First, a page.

Like a plague of locusts, patent trolls are on the loose and although this is nothing new, industry professionals estimate that ‘trolling’ is costing the economy billions and threatens to ram down whatever hope of an economic recovery that we could hope for. As reported in Ars Technica (October 11th, 2012):
A new study helps to fill the gap by providing systematic data on the growth of patent troll litigation. Robin Feldman, a professor at UC Hastings College of Law, teamed up with Lex Machina, a Stanford Law spinoff that collects data on patent litigation, to compile a systematic survey of patent litigation. Their results are striking: the fraction of lawsuits filed by troll-like entities grew from 22 percent in 2007 to 40 percent in 2011.
Ars Technica goes on to point out,…
…the overall volume of litigation has also been increasing. Second, anecdotal evidence suggests only a small fraction of troll threats ever lead to lawsuits. In most cases, targets settle without going to trial. “From all appearances, lawsuits filed are only the tip of the iceberg, and a major operating company may face hundreds of invitations to license for every lawsuit,” the authors write.
Ah, yes: out of court settlements. Marvelous. Who knows how deep the damage is when it’s below the legal waterline, so to speak? And coincidentally, a majority of these trolls also happen to be based out of a series of offices in East Texas (as in the Texas Chainsaw Massacre). And not to disparage an entire geographical locale, it’s discouraging how a state with a history of self-reliance and a strong history of ‘boot-strapping’ is home to some of the funkiest, self-serving, laziest suck ups trolls conducting some of the biggest rip-offs in the United States of America (yet another example of how some folks abuse states right privileges; just our opinion, nothing more,…).
And, as TechDirt reported today (October 16th, 2012) in their excellent article, “Digital River Loses Patent Suit Despite Doing What Was In The Patent Two Years Before Patent Was Filed”:
Last week a jury in the federal district court in Marshall, Texas (patent trolls’ favorite court) gave a ruling that was a clear miscarriage of justice — and this is a case where I actually know quite a lot about the details and have firsthand knowledge that the patents are 100% bogus. The case involves a patent troll called DDR, which was built out of the ashes of a failed dotcom called Nexchange, which tried to build affiliate style stores that could be embedded in other websites, with their look and feel. DDR sued a few companies, including Expedia, Travelocity, Orbitz, Digital River and World Travel Holdings. Everyone but Digital River and World Travel Holdings settled. The main company here is Digital River — and the key patent, 6,993,572 is ridiculous and never should have been granted. Even Nexchange admitted it wasn’t doing anything new — though it insists it was the first to do it “on the internet.”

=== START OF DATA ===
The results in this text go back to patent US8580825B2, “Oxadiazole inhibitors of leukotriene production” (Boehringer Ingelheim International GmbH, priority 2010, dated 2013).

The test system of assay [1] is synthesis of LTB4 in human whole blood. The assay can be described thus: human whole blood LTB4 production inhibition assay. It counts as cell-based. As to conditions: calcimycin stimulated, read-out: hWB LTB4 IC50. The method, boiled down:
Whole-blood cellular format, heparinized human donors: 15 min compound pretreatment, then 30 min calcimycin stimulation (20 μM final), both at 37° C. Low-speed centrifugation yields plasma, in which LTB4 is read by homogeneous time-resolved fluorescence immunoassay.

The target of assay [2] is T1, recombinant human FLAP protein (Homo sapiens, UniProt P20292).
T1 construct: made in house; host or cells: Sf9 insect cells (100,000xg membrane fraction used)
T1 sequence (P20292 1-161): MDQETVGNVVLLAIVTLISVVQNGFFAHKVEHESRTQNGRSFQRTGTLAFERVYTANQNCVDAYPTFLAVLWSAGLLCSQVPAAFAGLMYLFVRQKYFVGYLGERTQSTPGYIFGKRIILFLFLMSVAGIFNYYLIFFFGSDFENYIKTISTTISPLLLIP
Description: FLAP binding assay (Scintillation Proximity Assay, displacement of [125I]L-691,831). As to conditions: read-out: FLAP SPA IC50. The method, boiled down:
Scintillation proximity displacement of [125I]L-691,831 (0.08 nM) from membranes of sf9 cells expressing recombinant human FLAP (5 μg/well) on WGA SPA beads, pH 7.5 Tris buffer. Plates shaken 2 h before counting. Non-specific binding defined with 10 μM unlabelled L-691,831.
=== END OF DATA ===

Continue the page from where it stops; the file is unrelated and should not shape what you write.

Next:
Digital River pointed out that it had been doing the same thing since its founding more than two years before Nexchange filed for its patents. I can confirm this first hand. In June of 1998, I started working for a company called Release Software. Our main competitor? Digital River. We were always up against each other in trying to do deals to build exactly these kinds of stores. In fact, by the time I started (months before these patents were filed), Release was already supplying “store within a site” offerings to a number of sites, including Egghead (remember them?), Canadian electronics giant Futureshop, and had also done download “kiosk” sites for software companies like Adobe and Intuit — all of which were designed to match the look and feel of the original site exactly.
So let’s get this right: you file a patent, get it approved and then you’re sued for the products and services associated with this patent despite having it two years in advance of the claim – and still the judge rules against you?!? And coincidently, this takes place in the very same locale as where the claimant operates? Gee, is the judge in on the action, so to speak? I’d like to see the public disclosure on the judge who made the ruling – oh, that’s right: in Texas, they’re not obligated to!
You simply can’t make this stuff up – but nowadays, as it’s becoming more and more painfully evident, we’re facing not only a growing trend of patent trolls on the lose, but also a notable rise of significant failures in the court system. We’ll talk more about this in later postings,…